This medication can cause a serious type of allergic reaction called anaphylaxis. Anaphylaxis requires immediate medical attention. The most serious signs of this reaction are very rapid or irregular breathing, shortness of breath, wheezing, or fainting. Other signs may include changes in facial skin color, a very fast but irregular heartbeat or pulse, hive-like bumps on the skin, and puffiness or puffiness of the eyelids or around the eyes. If these effects occur, seek emergency help immediately.
Drinking alcohol can make headaches worse or cause new headaches. People suffering from severe headaches should probably avoid alcoholic beverages, especially during a headache.
Some people feel dizzy or drowsy during or after a migraine, or use sumatriptan for migraine relief. While you feel dizzy or drowsy, do not drive, use machinery or do anything that could be dangerous if you are dizzy or not alert.
Along with its necessary effects, a drug can cause some unwanted effects. While not all of these side effects may occur, if they do, they may require medical attention.
Talk to your doctor right away if you experience any of the following side effects:
- Abdominal or stomach pain
- blurred vision
- changes in speech patterns and rhythms
- chest pain or tightness
- fast, slow, irregular, pulsing, or pounding pulse or heartbeat
- muscle cramps and stiffness
- neck, throat, or jaw pain
- swelling of fingers, hands, feet, or legs
- chest tightness
- difficulty breathing
- chest pain or discomfort
- tightness or heaviness in the chest
- flushing or flushing of the skin, especially on the face and neck
- increased blinking or twitching of the eyelid
- itching, pain, redness, or swelling
- dizziness, lightheadedness, or fainting
- severe numbness, especially on one side of the face or body
- severe or continuous stomach pain
- difficulty speaking or swallowing
- unusual bleeding or bruising
- vomiting blood or material that looks like coffee grounds
- weakness of arms and legs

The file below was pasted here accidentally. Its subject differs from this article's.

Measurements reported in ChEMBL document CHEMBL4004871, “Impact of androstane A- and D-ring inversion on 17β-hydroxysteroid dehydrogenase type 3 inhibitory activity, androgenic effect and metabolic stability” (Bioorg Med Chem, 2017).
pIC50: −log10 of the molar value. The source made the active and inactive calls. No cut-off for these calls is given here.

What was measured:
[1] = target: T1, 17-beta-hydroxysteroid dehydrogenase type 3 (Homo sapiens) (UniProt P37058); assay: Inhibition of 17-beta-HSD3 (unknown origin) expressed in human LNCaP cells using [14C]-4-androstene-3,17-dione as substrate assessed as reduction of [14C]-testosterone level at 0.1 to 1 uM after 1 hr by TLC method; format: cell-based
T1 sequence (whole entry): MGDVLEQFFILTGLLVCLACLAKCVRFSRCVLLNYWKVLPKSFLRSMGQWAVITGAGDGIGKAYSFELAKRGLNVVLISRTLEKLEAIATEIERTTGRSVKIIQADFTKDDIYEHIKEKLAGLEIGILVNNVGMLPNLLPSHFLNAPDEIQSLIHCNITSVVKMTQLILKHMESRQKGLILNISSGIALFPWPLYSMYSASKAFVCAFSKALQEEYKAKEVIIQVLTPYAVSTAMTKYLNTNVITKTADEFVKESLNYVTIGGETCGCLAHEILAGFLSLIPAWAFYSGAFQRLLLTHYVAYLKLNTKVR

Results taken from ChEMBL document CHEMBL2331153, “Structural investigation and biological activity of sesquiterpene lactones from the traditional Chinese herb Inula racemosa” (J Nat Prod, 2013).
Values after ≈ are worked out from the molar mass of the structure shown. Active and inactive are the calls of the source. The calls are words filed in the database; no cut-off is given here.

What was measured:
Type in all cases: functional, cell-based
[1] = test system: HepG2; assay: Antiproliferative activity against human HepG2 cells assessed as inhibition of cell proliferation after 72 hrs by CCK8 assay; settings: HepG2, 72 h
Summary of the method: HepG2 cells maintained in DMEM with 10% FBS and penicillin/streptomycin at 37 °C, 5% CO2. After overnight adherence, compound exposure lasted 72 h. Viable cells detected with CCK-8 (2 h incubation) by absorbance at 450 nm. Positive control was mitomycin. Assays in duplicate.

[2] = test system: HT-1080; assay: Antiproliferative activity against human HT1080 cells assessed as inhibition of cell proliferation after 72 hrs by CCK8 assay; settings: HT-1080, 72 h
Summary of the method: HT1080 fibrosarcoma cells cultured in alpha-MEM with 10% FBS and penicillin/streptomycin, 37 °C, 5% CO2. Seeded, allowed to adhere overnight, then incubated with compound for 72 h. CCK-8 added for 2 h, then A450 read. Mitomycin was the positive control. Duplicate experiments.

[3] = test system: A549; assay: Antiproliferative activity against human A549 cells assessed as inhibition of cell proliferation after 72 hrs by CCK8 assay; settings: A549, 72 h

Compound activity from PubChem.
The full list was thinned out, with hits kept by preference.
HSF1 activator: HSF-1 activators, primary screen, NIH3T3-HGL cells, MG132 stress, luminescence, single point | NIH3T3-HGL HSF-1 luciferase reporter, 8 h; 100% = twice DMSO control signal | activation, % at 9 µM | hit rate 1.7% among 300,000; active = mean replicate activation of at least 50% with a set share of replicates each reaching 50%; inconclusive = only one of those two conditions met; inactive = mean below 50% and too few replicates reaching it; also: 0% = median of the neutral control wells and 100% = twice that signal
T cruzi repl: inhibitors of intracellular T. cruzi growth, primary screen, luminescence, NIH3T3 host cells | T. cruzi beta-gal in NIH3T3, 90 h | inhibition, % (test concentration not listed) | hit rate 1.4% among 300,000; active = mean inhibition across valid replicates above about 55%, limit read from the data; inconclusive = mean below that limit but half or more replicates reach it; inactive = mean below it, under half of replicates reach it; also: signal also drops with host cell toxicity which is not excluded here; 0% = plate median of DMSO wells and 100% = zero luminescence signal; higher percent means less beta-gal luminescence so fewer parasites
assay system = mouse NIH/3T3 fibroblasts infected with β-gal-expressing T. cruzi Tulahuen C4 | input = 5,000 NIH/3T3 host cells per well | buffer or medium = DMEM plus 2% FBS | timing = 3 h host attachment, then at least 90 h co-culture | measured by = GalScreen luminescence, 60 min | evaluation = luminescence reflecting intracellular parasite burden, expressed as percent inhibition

- back, leg, or stomach pain
- bleeding gums
- vision changes
- muscle spasms
- point out red spots on the skin
- poor coordination
- swelling or puffiness of the eyelids or around the eyes, face, lips, or tongue
- rash, hives, or itching
- unexplained bleeding or bruising
- exceptionally hot skin
- weakness in the arm or leg on one side of the body, sudden and severe
There may be some side effects that usually do not require medical attention. These side effects may go away during treatment as your body adjusts to the medicine. Also, your healthcare professional can tell you about ways to prevent or reduce some of these side effects. Check with your healthcare professional if any of the following side effects continue or are bothersome, or if you have any questions about them:
- Burning sensation, tingling, itching, numbness, tingling, prickling or tingling
- change in color vision
- change in hearing
- hard to focus
- increased sensitivity of the eyes to sunlight
- joint pain
- muscle pain or cramps
- muscle stiffness or tension
- swollen joints
- trouble sleeping
- change of taste
- feeling halos around the lights
- increased sensitivity to pain
- loss of appetite
- numbness, pain, tingling, or weakness
- stomach discomfort or pain
- tingling in hands and feet
- tunnel vision
Other side effects not listed may also occur in some patients. If you notice any other effects, consult your healthcare professional.
Call your doctor for medical advice about side effects. You can report side effects to the FDA at 1-800-FDA-1088.
Portions of this document last updated: February 1, 2023